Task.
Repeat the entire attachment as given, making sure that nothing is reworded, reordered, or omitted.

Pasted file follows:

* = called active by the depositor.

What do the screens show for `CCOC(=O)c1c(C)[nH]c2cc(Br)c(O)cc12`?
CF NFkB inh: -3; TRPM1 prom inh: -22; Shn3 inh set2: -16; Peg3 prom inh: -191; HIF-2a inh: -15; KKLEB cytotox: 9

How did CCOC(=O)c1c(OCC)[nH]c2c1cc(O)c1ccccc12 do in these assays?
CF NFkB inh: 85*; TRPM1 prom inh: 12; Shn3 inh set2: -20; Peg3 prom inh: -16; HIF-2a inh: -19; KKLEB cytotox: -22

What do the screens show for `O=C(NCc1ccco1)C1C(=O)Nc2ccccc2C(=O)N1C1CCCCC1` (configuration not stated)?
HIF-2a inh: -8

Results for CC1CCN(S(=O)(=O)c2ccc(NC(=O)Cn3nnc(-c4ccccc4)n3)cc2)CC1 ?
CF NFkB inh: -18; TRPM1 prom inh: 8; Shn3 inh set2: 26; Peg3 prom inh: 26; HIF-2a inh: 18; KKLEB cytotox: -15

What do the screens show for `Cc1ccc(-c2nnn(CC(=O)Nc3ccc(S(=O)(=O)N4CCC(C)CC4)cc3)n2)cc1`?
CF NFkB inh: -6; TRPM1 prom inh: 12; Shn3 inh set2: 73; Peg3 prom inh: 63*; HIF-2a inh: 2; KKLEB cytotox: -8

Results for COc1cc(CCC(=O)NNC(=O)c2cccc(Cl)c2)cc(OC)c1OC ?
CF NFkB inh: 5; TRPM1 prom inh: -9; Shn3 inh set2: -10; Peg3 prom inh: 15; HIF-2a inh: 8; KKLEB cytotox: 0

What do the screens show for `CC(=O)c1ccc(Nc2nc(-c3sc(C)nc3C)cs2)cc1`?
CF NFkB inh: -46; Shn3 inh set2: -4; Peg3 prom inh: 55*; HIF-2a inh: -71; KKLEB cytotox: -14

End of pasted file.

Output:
* = called active by the depositor.

What do the screens show for `CCOC(=O)c1c(C)[nH]c2cc(Br)c(O)cc12`?
CF NFkB inh: -3; TRPM1 prom inh: -22; Shn3 inh set2: -16; Peg3 prom inh: -191; HIF-2a inh: -15; KKLEB cytotox: 9

How did CCOC(=O)c1c(OCC)[nH]c2c1cc(O)c1ccccc12 do in these assays?
CF NFkB inh: 85*; TRPM1 prom inh: 12; Shn3 inh set2: -20; Peg3 prom inh: -16; HIF-2a inh: -19; KKLEB cytotox: -22

What do the screens show for `O=C(NCc1ccco1)C1C(=O)Nc2ccccc2C(=O)N1C1CCCCC1` (configuration not stated)?
HIF-2a inh: -8

Results for CC1CCN(S(=O)(=O)c2ccc(NC(=O)Cn3nnc(-c4ccccc4)n3)cc2)CC1 ?
CF NFkB inh: -18; TRPM1 prom inh: 8; Shn3 inh set2: 26; Peg3 prom inh: 26; HIF-2a inh: 18; KKLEB cytotox: -15

What do the screens show for `Cc1ccc(-c2nnn(CC(=O)Nc3ccc(S(=O)(=O)N4CCC(C)CC4)cc3)n2)cc1`?
CF NFkB inh: -6; TRPM1 prom inh: 12; Shn3 inh set2: 73; Peg3 prom inh: 63*; HIF-2a inh: 2; KKLEB cytotox: -8

Results for COc1cc(CCC(=O)NNC(=O)c2cccc(Cl)c2)cc(OC)c1OC ?
CF NFkB inh: 5; TRPM1 prom inh: -9; Shn3 inh set2: -10; Peg3 prom inh: 15; HIF-2a inh: 8; KKLEB cytotox: 0

What do the screens show for `CC(=O)c1ccc(Nc2nc(-c3sc(C)nc3C)cs2)cc1`?
CF NFkB inh: -46; Shn3 inh set2: -4; Peg3 prom inh: 55*; HIF-2a inh: -71; KKLEB cytotox: -14